Dog Gone Problems is a weekly advice column by David Codr, a dog behaviorist in Omaha. David answers dog behavior questions sent in by our readers. You can reach him at firstname.lastname@example.org.
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Dog Gone Problems,
I have multiple dogs — some inside and some outside. My main issue is with Dozer. When I am feeding, he will obsessively stare at the other animals. I can stand there and turn his head over and over, yet he will always turn back and stare. He also will not touch his food. He tends to always push the little guys out the way. When outside, he tends to act similarly towards the larger pits.
What does it mean when he’s doing it? I've trained animals all my life, but can't figure out why he stares. What does it mean? He’s not the "alpha" or the dominant dog of the property. Even the Shih Tzu whups him. So what does the staring mean?
Well, first off, let’s talk about “alpha.” Although many people and dog trainers reference it, there is no such thing as an alpha in the dog world. The term comes from a discredited study conducted 100 years ago. The author of the study actually recanted his findings but, sadly, many people still think dogs have an alpha structure. They don’t.
Dogs share leadership — with one dog being the leader in one situation or category, like hunting. But that leadership doesn’t transfer to other categories, such as security for the entire pack, etc. So instead of having one “alpha,” dogs have a number of “betas” who share the leadership tasks. The other dogs are simply followers.
Many people think they need to let the dogs sort things out on their own, but this often tells the dogs “you are on your own.” Anything a dog does in your presence without you disagreeing on is considered as having your approval.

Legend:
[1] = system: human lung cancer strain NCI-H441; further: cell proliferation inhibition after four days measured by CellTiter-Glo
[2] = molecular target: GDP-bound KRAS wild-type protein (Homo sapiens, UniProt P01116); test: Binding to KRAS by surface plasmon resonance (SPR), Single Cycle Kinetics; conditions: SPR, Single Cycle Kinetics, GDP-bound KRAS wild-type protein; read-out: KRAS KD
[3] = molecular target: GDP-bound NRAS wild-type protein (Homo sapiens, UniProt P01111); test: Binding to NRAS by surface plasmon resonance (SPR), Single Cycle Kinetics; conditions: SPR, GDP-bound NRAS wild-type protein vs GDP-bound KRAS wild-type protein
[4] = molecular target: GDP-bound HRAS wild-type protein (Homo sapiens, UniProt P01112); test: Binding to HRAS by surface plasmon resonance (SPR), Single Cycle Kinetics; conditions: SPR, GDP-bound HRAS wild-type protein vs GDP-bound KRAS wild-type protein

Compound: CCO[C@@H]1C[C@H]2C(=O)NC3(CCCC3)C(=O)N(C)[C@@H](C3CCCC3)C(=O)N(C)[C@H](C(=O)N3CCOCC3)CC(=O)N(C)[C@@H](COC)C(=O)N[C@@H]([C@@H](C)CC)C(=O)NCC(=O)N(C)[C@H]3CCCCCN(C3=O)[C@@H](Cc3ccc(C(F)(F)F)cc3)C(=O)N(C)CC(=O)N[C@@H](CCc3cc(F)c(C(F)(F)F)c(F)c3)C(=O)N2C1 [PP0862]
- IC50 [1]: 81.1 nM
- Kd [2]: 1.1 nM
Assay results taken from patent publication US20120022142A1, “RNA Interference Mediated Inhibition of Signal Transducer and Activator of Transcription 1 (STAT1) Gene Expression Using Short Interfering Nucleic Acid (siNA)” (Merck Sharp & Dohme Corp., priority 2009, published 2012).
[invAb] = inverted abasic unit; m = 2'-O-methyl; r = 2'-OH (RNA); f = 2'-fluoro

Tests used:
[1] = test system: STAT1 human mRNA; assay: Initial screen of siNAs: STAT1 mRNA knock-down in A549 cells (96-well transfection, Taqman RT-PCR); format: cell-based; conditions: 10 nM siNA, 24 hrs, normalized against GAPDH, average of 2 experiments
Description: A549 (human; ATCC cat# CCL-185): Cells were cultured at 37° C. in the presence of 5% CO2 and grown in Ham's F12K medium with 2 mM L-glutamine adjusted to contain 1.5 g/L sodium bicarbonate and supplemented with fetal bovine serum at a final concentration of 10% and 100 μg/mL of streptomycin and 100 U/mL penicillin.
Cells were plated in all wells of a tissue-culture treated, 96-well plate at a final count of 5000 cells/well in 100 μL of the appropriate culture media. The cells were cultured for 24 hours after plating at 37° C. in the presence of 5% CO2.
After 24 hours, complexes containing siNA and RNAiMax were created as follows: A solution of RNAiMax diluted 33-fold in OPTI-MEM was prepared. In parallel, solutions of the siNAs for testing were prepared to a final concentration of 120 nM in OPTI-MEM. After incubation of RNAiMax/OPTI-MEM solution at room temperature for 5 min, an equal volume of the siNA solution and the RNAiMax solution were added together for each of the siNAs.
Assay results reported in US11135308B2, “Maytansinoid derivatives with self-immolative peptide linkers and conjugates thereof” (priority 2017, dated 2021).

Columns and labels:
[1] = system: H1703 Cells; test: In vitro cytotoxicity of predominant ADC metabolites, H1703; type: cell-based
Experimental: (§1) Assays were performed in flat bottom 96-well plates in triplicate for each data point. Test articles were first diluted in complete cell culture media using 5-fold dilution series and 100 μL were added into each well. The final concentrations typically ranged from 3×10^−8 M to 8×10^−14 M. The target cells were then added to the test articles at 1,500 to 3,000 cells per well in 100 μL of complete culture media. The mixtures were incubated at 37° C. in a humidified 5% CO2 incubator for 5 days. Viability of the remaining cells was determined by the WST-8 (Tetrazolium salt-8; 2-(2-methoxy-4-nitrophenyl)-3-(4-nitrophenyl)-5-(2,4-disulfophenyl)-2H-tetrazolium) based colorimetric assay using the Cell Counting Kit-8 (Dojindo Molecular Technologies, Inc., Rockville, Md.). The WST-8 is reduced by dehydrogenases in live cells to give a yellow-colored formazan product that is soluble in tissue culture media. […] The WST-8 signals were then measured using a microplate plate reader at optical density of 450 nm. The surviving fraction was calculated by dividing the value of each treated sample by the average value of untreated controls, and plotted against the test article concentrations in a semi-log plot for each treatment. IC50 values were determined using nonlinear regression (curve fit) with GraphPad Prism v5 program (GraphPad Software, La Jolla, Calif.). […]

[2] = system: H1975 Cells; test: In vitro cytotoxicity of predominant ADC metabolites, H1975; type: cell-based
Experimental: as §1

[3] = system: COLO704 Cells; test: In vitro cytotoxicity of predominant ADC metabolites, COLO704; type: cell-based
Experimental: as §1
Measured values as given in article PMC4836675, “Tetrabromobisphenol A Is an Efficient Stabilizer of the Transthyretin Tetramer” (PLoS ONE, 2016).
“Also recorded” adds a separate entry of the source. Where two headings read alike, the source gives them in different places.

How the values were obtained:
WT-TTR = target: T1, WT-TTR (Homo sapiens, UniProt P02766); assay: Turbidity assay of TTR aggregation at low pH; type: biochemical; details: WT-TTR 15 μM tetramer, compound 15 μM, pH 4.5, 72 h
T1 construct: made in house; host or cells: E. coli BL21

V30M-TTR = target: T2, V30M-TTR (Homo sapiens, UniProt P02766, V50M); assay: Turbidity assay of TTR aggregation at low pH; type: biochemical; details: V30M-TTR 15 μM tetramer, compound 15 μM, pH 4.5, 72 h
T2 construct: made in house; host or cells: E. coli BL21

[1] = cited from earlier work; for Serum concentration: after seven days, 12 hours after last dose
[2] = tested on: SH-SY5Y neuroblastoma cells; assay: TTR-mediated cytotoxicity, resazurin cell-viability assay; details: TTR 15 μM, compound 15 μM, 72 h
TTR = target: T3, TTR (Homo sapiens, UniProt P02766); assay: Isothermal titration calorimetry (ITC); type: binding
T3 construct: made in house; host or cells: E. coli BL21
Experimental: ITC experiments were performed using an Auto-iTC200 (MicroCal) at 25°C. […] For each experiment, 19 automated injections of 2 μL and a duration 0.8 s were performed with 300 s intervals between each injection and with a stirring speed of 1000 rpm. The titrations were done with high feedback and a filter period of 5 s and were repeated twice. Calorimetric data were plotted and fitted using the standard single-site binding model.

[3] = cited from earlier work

I was concerned when you mentioned “even the Shih Tzu whups him.” That tells me you observe challenging behavior and are not interrupting with a disagreement. That could absolutely be linked to who your dog wants to watch them at meal time (the most important activity for dogs, by the way). Dozer is literally looking over his shoulder out of concern; he doesn't have confidence you will take charge of the situation.
I would recommend you transition to a structured feeding schedule. This is where each dog eats by themselves and you keep the other dogs a minimum of seven feet away when one dog is eating.
This video details how to set up a structured feeding ritual for your pack of dogs. Since eating is one of the most important activities for dogs, this will be big for you and your pack.
Additionally, I'd advise you to avoid physically moving the dog. This is guaranteed to activate the dog’s opposition reflex, and it also communicates to the dog that you aren’t paying attention to his needs.
I hope you will start to intercede when the dogs are doing anything you don’t want. This should be done without any punishment — as that will likely make things worse. Simply get up and go over and stand between the dogs who are challenging one another. You can also move to block them or back them away from a dog who has a high-value item. That says, “I'm not cool with you trying to get the other dog’s stuff,” and will demonstrate to all the dogs that you have their back.
They will likely challenge you for a bit to see how serious you are about it, but if you stay the course and don’t back down or give up, they will adapt to this change. That will lead to more confidence in all the dogs, and should stop Dozer from looking over his shoulder and staring at the other dogs.
Good luck and remember — everything you do trains your dog. Only sometimes you mean it.
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Meet the 10 (very good) dogs who have been at the Nebraska Humane Society the longest
These are the very good dogs who have been at the Nebraska Humane Society the longest. All are up for adoption as of March 10. For more information on the adoption process and to see all dogs available for adoption, visit nehumanesociety.org/adopt.